Separation of the Mexsat 1 satellite is scheduled after the Breeze M's fifth burn, at 1500 GMT (11 a.m. EDT).
0609 GMT (2:09 a.m. EDT)
The Breeze M and Mexsat 1 should now be in a circular parking orbit at an altitude of 173 kilometers, but ILS cannot confirm the outcome of the first Breeze M firing.
"We're definitely experiencing a telemetry problem getting data, but by other indications, in terms of tracking and NORAD data, it appears everything is progressing as it should be," says Russ Prytula, an ILS program director providing updates via the company's launch webcast.
"All indications are, with the available information, that things are proceeding nominally," Prytula says.
0607 GMT (2:07 a.m. EDT)
The first of five engine burns by the Breeze M upper stage in today's launch should be complete by now, but International Launch Services has provided few updates on the status of the flight.
0603 GMT (2:03 a.m. EDT)
ILS reports an "unusual situation" with issues receiving telemetry updates from the Proton rocket, but tracking of the launcher indicates all appears to be normal at this point in the flight.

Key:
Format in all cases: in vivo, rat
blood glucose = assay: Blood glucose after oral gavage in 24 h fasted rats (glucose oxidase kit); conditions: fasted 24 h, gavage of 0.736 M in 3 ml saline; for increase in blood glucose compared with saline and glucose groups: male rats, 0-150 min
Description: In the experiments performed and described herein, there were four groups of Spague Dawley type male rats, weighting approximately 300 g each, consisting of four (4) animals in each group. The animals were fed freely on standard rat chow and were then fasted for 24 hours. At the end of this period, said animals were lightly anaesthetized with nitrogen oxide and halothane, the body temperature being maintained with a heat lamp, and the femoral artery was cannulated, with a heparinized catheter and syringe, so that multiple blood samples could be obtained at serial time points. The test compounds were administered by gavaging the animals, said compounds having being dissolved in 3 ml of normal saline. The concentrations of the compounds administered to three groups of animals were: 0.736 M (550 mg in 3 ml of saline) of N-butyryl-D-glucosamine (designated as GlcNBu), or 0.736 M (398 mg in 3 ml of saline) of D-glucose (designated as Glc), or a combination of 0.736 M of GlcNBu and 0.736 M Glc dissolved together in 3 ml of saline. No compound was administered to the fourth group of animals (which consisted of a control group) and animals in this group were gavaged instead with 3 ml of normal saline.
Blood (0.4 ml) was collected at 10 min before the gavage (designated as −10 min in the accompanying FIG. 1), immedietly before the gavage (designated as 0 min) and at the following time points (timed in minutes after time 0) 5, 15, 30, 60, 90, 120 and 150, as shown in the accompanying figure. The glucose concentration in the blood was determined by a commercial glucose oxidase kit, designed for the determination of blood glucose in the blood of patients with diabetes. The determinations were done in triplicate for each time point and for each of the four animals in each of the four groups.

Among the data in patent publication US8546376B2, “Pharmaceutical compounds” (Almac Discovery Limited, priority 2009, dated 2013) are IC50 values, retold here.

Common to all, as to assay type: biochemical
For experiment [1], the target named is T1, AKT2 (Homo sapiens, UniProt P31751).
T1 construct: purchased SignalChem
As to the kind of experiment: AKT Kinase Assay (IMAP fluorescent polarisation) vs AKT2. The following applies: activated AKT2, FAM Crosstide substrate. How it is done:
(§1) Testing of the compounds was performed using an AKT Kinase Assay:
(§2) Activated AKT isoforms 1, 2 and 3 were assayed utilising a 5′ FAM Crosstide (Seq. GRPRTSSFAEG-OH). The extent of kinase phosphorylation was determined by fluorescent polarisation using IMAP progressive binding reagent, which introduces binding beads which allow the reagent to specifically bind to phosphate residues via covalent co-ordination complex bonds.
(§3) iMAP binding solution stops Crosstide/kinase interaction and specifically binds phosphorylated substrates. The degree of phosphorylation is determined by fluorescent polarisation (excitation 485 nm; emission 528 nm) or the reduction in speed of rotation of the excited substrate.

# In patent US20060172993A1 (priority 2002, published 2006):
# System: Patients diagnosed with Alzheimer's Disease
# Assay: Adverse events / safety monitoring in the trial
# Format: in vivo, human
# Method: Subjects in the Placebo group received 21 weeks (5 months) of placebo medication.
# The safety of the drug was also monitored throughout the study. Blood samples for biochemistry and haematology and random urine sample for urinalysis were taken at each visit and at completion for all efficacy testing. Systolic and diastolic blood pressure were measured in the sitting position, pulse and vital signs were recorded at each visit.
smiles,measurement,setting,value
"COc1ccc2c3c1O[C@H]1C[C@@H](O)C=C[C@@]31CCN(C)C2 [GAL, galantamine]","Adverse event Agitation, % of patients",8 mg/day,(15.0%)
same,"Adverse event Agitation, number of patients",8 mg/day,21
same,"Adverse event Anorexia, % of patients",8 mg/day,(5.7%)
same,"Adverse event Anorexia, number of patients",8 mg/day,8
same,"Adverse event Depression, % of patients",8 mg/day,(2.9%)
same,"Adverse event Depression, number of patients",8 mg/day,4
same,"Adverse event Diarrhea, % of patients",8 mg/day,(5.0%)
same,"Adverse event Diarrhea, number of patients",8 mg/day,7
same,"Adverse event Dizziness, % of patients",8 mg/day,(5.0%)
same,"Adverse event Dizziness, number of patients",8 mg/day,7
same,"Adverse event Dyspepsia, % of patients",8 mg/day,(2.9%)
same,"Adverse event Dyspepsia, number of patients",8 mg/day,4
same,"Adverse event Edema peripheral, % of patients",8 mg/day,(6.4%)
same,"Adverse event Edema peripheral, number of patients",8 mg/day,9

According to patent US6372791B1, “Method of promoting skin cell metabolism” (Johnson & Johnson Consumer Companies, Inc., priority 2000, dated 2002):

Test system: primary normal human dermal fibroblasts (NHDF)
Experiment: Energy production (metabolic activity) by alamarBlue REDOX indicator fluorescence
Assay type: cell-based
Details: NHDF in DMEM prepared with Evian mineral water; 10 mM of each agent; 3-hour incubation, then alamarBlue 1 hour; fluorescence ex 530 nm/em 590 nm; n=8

The Breeze M upper stage should now be firing to boost the Mexsat 1 satellite into a preliminary low-altitude parking orbit.
0559 GMT (1:59 a.m. EDT)
We are awaiting updates on the progress of the Proton launch from International Launch Services.
0550 GMT (1:50 a.m. EDT)
T+plus 3 minutes, 30 seconds. The second stage's RD-0211 main engine and RD-0210 vernier engines continue firing at full power of 540,000 pounds of thrust.
0549 GMT (1:49 a.m. EDT)
T+plus 2 minutes, 25 seconds. Russian authorities confirmed the Proton's first stage has shut down and jettisoned, and the second stage engines are firing with a half-million pounds of thrust.
0548 GMT (1:48 a.m. EDT)
T+plus 70 seconds. The Proton rocket has passed the speed of sound and the phase of maximum aerodynamic pressure as it heads northeast from Baikonur.
0547 GMT (1:47 a.m. EDT)
Liftoff of the Proton rocket with Mexsat 1, a 5.9-ton communications satellite to establish a mobile communications network for Mexico.